Non-Tube Clocks: LED and other random clocks

Peter from clued me in to a software nixie clock that he made.  It is a Windows / Linux piece of software that emulates a six digit nixie clock.  If you don't want to bring your real nixie clock to work, this might just be what you need :)

Update October 2018: It appears that Axiris have transmogified into Elektor, and the software is not available any more. I can't find anything about the clocks any more either. There are some other clocks, which appeared in Elektor magazines. I've updated the links to those.



Okay, tonight we have two new LED clocks to check out.  Sure, they're not nixie clocks but they are pretty cool and I think you'll love them.

First up is yanzeyuan's LED matrix clock.  This gadget is made up of 6 5x7 square led matrix displays.  Below is a quick video of it in use.  You can learn more about it in the forum, on his site, and you can purchase a kit for $99 on eBay.

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Next up is a large 4 digit 7-segment clock by forum member Digitalledclock. He posted a few cool photos in the forum and he will be selling these via eBay soon.  It is a nice clean design that I quite like.  Learn more in the forum and enjoy the photos below.  These sell for $199 on eBay (link coming soon).

LED Clock

LED Clock

$2.99 / iTunes Store

Okay, here is a bit of a departure from my normal reviews.  This is an iOS app for both the iPhone and iPod.  I haven't done a review like this before so hopefully someone finds it helpful.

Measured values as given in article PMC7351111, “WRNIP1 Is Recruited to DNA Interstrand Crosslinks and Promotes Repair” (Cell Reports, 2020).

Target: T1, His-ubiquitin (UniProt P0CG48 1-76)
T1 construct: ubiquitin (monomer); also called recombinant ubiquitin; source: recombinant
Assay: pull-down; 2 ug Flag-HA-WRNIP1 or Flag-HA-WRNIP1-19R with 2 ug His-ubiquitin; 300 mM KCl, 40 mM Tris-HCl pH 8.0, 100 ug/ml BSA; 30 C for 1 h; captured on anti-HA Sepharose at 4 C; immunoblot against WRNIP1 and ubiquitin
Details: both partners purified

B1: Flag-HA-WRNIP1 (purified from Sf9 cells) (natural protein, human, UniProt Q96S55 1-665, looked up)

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About two weeks ago the program creator, Kevin, emailed me and asked me to review his latest creation.  It is a nixie clock app and the reason that I really like this one is his attention to detail.  Below is his description:

From Kevin:

The graphics used for the clock were entirely hand-designed by myself in 3D. The tubes are a mix of features from a National NL-5025 and a RFT Z5660M with a whole bunch of inspiration from just about every other nixie tube I could get good reference images on. Every single component required to create a physically viable nixie tube is present and proper mechanically- the tubes are even accurately wired up, the cathodes are insulated from each other and the anode, etc. There is no reason why they wouldn't work if they were real (part of the reason why I created Numatron 2 was to see just how accurate I could make everything).

Likewise, the lighting effects required a fair bit of research into gas discharge tubes and the theory behind them. Most of my research eventually made its way into a set of 3D shaders that I used to create (what I believe to be) the first accurate 3D simulation of a volumetric discharge glow ever created.

From start to finish, the project took about 3 months. I refused to release the application until all of my (rather excessive) expectations were met. It wasn't good enough to "look like" a nixie tube. Numatron 2 had to be instantly recognizable as a nixie clock to anyone who was previously familiar with them, and in that regard, I believe I succeeded.




Looking for a little Nixie Tube love on your work computer?  Dean sent me a link to his cool Yahoo! widget

From the website:

This is a simple Nixie Tube widget that displays a continuous time update on your desktop. It is based upon a Nixie vacuum tubes that were used as indicators in the 50/60s - 70s. The originals have a character of their own which this widget aims to replicate.

This widget acts as a simple clock upon your desktop and as an extra benefit it is also a moveable bit of eye-candy. It is a fully working widget. This version is beta so please no complaints on functionality - I will be adding more and fixing everything as time progresses.

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